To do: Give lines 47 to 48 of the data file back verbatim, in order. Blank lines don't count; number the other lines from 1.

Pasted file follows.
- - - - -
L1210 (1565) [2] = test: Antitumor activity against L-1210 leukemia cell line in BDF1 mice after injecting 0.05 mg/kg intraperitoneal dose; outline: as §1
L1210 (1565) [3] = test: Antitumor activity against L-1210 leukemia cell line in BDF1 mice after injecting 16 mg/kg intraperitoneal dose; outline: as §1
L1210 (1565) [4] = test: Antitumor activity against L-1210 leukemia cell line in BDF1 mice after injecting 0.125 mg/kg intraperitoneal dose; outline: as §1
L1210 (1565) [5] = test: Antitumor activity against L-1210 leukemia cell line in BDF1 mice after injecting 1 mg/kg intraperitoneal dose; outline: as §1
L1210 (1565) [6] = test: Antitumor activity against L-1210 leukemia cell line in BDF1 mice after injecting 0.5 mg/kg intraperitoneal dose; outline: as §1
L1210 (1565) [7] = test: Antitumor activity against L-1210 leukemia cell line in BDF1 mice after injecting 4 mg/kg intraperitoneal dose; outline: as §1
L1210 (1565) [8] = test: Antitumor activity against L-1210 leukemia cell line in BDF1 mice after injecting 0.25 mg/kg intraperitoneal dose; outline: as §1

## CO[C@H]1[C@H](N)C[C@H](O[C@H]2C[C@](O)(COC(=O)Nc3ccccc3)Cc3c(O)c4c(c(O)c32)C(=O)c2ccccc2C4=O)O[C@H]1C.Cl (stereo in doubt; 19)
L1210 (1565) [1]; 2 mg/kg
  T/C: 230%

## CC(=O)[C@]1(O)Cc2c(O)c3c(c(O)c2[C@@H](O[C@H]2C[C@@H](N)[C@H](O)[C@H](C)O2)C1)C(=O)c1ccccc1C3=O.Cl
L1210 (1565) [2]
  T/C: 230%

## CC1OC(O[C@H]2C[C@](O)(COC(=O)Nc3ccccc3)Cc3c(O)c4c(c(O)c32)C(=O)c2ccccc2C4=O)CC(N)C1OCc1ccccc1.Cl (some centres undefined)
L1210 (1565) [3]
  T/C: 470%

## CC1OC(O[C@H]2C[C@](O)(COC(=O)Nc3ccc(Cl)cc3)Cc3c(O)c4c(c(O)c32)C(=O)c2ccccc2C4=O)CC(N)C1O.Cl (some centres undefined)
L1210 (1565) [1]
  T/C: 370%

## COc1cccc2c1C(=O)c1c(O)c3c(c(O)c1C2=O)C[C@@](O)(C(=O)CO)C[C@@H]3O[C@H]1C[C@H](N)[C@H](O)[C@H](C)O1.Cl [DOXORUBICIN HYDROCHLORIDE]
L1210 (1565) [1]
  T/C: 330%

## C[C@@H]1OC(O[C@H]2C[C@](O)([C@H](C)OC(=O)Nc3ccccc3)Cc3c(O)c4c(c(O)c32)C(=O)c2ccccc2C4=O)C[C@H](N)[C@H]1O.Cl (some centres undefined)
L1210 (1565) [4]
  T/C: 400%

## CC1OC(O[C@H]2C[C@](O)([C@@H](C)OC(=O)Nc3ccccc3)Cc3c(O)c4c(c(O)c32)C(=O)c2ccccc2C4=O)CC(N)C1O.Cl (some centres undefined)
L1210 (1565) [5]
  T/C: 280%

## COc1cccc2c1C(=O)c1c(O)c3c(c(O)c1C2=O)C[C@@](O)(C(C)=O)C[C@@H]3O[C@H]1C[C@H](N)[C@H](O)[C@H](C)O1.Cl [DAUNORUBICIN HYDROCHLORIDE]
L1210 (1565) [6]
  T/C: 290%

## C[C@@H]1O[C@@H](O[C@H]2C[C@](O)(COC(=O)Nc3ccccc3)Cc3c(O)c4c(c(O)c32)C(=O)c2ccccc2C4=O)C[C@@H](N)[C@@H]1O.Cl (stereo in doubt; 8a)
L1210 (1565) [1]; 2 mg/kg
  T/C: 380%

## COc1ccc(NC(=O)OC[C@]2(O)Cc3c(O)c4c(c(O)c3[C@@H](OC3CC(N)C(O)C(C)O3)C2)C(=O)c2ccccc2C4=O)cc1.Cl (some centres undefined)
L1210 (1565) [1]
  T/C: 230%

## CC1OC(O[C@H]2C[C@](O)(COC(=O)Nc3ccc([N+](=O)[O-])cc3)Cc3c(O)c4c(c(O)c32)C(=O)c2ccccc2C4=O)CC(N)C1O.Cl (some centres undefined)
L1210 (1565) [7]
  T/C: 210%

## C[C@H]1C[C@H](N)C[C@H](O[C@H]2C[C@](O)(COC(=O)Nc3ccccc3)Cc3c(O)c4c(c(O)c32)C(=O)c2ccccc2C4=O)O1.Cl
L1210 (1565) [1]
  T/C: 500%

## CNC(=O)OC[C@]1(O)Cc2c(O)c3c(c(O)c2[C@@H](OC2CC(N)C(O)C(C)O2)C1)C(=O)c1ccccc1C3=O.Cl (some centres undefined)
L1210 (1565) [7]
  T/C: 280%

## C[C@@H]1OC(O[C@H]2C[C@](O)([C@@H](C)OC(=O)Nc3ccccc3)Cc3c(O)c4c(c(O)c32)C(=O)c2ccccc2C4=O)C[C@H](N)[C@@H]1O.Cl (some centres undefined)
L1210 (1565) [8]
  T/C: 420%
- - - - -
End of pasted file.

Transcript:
## C[C@@H]1OC(O[C@H]2C[C@](O)([C@@H](C)OC(=O)Nc3ccccc3)Cc3c(O)c4c(c(O)c32)C(=O)c2ccccc2C4=O)C[C@H](N)[C@@H]1O.Cl (some centres undefined)
L1210 (1565) [8]